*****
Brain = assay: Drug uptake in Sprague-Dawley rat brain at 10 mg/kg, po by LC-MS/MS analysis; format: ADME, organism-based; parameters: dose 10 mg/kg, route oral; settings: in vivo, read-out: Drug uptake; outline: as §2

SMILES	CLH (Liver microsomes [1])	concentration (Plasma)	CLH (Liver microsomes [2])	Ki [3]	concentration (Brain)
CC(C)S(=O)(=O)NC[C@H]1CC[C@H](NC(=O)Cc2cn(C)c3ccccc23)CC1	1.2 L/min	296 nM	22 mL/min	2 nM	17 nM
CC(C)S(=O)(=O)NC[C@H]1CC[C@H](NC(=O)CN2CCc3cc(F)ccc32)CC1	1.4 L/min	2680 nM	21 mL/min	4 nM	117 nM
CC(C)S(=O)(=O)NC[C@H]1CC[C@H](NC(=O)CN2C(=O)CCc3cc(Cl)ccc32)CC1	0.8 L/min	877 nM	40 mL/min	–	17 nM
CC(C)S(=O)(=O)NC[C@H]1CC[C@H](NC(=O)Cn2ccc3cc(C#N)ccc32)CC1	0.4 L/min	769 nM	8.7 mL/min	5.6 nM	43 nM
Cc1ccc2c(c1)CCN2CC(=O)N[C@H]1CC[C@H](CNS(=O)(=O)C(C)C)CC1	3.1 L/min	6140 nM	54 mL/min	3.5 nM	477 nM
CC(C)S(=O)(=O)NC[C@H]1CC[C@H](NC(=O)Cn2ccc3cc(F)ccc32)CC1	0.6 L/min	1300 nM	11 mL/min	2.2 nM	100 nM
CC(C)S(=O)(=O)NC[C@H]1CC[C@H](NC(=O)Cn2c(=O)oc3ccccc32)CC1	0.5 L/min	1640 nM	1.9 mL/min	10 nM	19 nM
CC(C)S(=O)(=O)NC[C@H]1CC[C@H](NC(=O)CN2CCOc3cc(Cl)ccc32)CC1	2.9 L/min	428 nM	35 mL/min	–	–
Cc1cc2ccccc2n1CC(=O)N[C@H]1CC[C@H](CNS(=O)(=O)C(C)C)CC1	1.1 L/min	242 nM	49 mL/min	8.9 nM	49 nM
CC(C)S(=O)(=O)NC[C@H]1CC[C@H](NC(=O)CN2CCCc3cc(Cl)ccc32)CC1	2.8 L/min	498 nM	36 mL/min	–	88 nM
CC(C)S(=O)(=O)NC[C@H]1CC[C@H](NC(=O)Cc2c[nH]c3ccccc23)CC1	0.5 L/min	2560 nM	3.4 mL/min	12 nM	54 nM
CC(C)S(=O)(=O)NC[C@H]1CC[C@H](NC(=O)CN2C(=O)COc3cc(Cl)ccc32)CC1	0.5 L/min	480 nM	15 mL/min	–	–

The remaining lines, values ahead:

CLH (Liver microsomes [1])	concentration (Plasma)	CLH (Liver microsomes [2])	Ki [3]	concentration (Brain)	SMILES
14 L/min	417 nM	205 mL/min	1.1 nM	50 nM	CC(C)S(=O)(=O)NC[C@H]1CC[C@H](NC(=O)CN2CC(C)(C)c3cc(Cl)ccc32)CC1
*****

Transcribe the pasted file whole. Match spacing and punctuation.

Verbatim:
Brain = assay: Drug uptake in Sprague-Dawley rat brain at 10 mg/kg, po by LC-MS/MS analysis; format: ADME, organism-based; parameters: dose 10 mg/kg, route oral; settings: in vivo, read-out: Drug uptake; outline: as §2

SMILES	CLH (Liver microsomes [1])	concentration (Plasma)	CLH (Liver microsomes [2])	Ki [3]	concentration (Brain)
CC(C)S(=O)(=O)NC[C@H]1CC[C@H](NC(=O)Cc2cn(C)c3ccccc23)CC1	1.2 L/min	296 nM	22 mL/min	2 nM	17 nM
CC(C)S(=O)(=O)NC[C@H]1CC[C@H](NC(=O)CN2CCc3cc(F)ccc32)CC1	1.4 L/min	2680 nM	21 mL/min	4 nM	117 nM
CC(C)S(=O)(=O)NC[C@H]1CC[C@H](NC(=O)CN2C(=O)CCc3cc(Cl)ccc32)CC1	0.8 L/min	877 nM	40 mL/min	–	17 nM
CC(C)S(=O)(=O)NC[C@H]1CC[C@H](NC(=O)Cn2ccc3cc(C#N)ccc32)CC1	0.4 L/min	769 nM	8.7 mL/min	5.6 nM	43 nM
Cc1ccc2c(c1)CCN2CC(=O)N[C@H]1CC[C@H](CNS(=O)(=O)C(C)C)CC1	3.1 L/min	6140 nM	54 mL/min	3.5 nM	477 nM
CC(C)S(=O)(=O)NC[C@H]1CC[C@H](NC(=O)Cn2ccc3cc(F)ccc32)CC1	0.6 L/min	1300 nM	11 mL/min	2.2 nM	100 nM
CC(C)S(=O)(=O)NC[C@H]1CC[C@H](NC(=O)Cn2c(=O)oc3ccccc32)CC1	0.5 L/min	1640 nM	1.9 mL/min	10 nM	19 nM
CC(C)S(=O)(=O)NC[C@H]1CC[C@H](NC(=O)CN2CCOc3cc(Cl)ccc32)CC1	2.9 L/min	428 nM	35 mL/min	–	–
Cc1cc2ccccc2n1CC(=O)N[C@H]1CC[C@H](CNS(=O)(=O)C(C)C)CC1	1.1 L/min	242 nM	49 mL/min	8.9 nM	49 nM
CC(C)S(=O)(=O)NC[C@H]1CC[C@H](NC(=O)CN2CCCc3cc(Cl)ccc32)CC1	2.8 L/min	498 nM	36 mL/min	–	88 nM
CC(C)S(=O)(=O)NC[C@H]1CC[C@H](NC(=O)Cc2c[nH]c3ccccc23)CC1	0.5 L/min	2560 nM	3.4 mL/min	12 nM	54 nM
CC(C)S(=O)(=O)NC[C@H]1CC[C@H](NC(=O)CN2C(=O)COc3cc(Cl)ccc32)CC1	0.5 L/min	480 nM	15 mL/min	–	–

The remaining lines, values ahead:

CLH (Liver microsomes [1])	concentration (Plasma)	CLH (Liver microsomes [2])	Ki [3]	concentration (Brain)	SMILES
14 L/min	417 nM	205 mL/min	1.1 nM	50 nM	CC(C)S(=O)(=O)NC[C@H]1CC[C@H](NC(=O)CN2CC(C)(C)c3cc(Cl)ccc32)CC1